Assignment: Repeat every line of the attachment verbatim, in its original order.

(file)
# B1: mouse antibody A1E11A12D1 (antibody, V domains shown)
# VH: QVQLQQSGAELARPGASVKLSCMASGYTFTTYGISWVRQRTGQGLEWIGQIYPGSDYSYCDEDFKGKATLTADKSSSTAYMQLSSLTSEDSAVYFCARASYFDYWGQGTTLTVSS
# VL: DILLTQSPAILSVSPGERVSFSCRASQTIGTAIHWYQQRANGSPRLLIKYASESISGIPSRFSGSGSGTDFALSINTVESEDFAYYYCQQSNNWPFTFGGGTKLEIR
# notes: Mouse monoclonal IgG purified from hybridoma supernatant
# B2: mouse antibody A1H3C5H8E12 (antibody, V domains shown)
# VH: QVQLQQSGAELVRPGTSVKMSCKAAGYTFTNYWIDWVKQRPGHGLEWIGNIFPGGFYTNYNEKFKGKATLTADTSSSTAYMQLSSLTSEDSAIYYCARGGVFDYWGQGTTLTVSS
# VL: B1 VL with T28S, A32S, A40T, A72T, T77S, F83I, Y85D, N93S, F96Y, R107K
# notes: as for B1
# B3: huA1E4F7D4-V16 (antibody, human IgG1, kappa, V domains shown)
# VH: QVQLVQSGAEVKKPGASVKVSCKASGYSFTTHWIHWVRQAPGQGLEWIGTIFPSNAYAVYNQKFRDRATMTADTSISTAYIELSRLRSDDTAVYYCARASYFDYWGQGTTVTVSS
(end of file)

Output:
# B1: mouse antibody A1E11A12D1 (antibody, V domains shown)
# VH: QVQLQQSGAELARPGASVKLSCMASGYTFTTYGISWVRQRTGQGLEWIGQIYPGSDYSYCDEDFKGKATLTADKSSSTAYMQLSSLTSEDSAVYFCARASYFDYWGQGTTLTVSS
# VL: DILLTQSPAILSVSPGERVSFSCRASQTIGTAIHWYQQRANGSPRLLIKYASESISGIPSRFSGSGSGTDFALSINTVESEDFAYYYCQQSNNWPFTFGGGTKLEIR
# notes: Mouse monoclonal IgG purified from hybridoma supernatant
# B2: mouse antibody A1H3C5H8E12 (antibody, V domains shown)
# VH: QVQLQQSGAELVRPGTSVKMSCKAAGYTFTNYWIDWVKQRPGHGLEWIGNIFPGGFYTNYNEKFKGKATLTADTSSSTAYMQLSSLTSEDSAIYYCARGGVFDYWGQGTTLTVSS
# VL: B1 VL with T28S, A32S, A40T, A72T, T77S, F83I, Y85D, N93S, F96Y, R107K
# notes: as for B1
# B3: huA1E4F7D4-V16 (antibody, human IgG1, kappa, V domains shown)
# VH: QVQLVQSGAEVKKPGASVKVSCKASGYSFTTHWIHWVRQAPGQGLEWIGTIFPSNAYAVYNQKFRDRATMTADTSISTAYIELSRLRSDDTAVYYCARASYFDYWGQGTTVTVSS